The popular Facebook page "Bemidji Area Online Sale" -- a kind of local Craigslist for the northern Minnesota city -- helps connect buyers and sellers of just about everything, from cars to pets.
On July 29, something new popped up on the page. "WEED FOR SALE!!!" the post read, and included a photo: a dozen neatly stacked jars just a little larger than a soda can, packed with dense green nuggets.
[jump] The administrator of the Facebook page, Shawn Williams, quickly found himself in strange territory. As the post racked up more than 200 comments, Williams fielded angry calls asking him to take down the photo.
But then the police were involved. They needed the post to stay up, according to the Bemidji Pioneer, so that they could track it.
The original poster, identified on Facebook as "Darrin Michael Thompson (Darrin Fuller)," informed interested commenters that he'd be ready to make a sale in the parking lot at the Target.
"in a black and silver taurus if yall serious lol," he wrote, the Bemidji Pioneer reported.
Two Beltrami County Sheriff's Office deputies staked out the parking lot, but the Taurus never showed.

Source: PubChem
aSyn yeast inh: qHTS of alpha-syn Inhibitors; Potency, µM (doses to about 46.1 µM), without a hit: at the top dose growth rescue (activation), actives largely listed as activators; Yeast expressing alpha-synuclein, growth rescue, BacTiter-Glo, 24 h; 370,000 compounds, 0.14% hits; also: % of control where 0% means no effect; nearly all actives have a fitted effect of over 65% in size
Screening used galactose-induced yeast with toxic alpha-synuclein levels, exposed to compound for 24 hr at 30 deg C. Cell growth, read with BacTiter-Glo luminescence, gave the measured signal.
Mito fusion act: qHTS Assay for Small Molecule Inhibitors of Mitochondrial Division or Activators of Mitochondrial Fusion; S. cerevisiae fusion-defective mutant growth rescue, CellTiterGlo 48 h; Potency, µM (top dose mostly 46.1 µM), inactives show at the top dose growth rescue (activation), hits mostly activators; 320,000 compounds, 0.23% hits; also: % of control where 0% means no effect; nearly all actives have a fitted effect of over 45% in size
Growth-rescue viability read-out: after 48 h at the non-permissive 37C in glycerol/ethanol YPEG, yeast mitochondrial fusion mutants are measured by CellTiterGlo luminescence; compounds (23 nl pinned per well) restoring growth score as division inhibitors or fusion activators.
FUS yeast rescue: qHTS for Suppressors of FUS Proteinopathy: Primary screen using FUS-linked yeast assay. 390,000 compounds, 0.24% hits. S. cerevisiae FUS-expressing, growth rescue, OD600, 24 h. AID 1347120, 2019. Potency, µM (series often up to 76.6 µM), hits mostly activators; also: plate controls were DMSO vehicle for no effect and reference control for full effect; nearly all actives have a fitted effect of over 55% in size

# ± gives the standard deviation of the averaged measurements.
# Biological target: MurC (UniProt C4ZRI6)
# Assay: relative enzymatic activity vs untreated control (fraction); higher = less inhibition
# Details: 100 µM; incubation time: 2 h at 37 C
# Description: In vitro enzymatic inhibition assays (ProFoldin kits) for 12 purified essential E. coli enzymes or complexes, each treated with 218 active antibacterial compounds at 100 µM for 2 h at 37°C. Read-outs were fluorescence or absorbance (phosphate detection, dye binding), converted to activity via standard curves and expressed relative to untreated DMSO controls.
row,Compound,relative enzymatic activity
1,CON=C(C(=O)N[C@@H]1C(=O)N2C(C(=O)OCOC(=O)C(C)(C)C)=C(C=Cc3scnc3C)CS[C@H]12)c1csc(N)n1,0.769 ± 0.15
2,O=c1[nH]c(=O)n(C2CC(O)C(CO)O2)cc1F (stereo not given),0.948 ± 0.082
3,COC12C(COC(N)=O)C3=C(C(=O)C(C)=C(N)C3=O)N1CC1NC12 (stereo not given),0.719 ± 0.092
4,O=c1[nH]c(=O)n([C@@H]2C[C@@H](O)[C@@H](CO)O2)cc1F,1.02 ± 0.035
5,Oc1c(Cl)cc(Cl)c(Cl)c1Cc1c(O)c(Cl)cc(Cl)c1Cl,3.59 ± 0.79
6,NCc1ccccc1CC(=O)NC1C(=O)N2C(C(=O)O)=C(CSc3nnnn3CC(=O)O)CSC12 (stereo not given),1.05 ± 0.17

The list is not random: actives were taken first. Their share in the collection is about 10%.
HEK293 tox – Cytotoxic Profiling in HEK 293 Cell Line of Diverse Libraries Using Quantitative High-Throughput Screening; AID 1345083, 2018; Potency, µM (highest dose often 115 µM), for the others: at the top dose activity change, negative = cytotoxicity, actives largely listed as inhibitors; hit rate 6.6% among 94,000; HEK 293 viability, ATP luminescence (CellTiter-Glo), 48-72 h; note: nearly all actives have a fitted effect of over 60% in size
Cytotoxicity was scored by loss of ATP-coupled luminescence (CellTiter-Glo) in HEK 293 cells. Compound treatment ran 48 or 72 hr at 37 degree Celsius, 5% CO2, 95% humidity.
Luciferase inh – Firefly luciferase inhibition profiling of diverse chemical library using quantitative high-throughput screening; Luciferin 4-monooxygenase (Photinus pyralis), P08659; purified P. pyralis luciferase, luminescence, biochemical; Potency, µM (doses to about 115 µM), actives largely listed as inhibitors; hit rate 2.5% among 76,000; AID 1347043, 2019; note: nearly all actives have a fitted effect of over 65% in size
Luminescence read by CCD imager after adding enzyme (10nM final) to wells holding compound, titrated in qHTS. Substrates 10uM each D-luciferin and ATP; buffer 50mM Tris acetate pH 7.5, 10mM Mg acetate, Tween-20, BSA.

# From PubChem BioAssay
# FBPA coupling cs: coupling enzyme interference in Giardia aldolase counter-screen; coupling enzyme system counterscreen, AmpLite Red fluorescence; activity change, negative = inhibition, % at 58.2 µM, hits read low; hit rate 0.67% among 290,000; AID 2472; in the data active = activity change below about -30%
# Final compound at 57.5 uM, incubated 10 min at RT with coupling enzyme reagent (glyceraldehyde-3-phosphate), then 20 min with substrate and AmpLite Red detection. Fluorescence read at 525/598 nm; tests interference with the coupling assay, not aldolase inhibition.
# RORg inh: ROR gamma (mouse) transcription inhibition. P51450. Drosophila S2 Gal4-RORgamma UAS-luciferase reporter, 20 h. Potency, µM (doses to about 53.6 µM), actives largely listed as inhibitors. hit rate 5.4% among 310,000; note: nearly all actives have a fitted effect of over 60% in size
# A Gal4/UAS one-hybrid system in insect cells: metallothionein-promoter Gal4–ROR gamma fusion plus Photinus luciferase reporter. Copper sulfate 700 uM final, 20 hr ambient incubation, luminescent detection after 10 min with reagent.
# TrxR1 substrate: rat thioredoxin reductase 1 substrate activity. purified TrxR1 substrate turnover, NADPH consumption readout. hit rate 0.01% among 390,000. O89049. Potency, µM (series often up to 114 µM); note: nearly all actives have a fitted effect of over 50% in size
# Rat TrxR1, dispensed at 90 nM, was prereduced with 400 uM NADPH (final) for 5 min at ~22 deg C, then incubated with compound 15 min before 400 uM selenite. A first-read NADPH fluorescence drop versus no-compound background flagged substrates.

Online sleuthing, however, offered another clue. While police weren't able to get any leads from tracking the poster's IP address, a reverse Google image search had another hit for the soda can image: It first showed up on the marijuana forum www.buymarijuanaseeds.com in May 2009.
If Thompson's aim was to see if he could catch any believers with a hoax, then it worked: He got the police.
Now, any other Bemidji dealers trying to peddle their goods will have a harder time doing so on the same Facebook page. A week after Thompson's July 29 photo ignited a local controversy, Williams deleted tens of thousands of photos from the page, and changed his guidelines for posting.
UPDATE 2:25 p.m.:
Still on the case, the Bemidji police tracked down the Facebook user behind the original "WEED FOR SALE!!!" post. Turns out, the guy wasn't out to prank the cops: He was the victim of a prank himself.
Police Chief Mike Mastin told the Associated Press this morning that the poster's friends had hacked into his account and posted in the online market without his knowledge.
Now that they know for sure that a dozen jars of marijuana aren't floating around their city waiting to be sold, the Bemidji police will drop the case, Mastin said.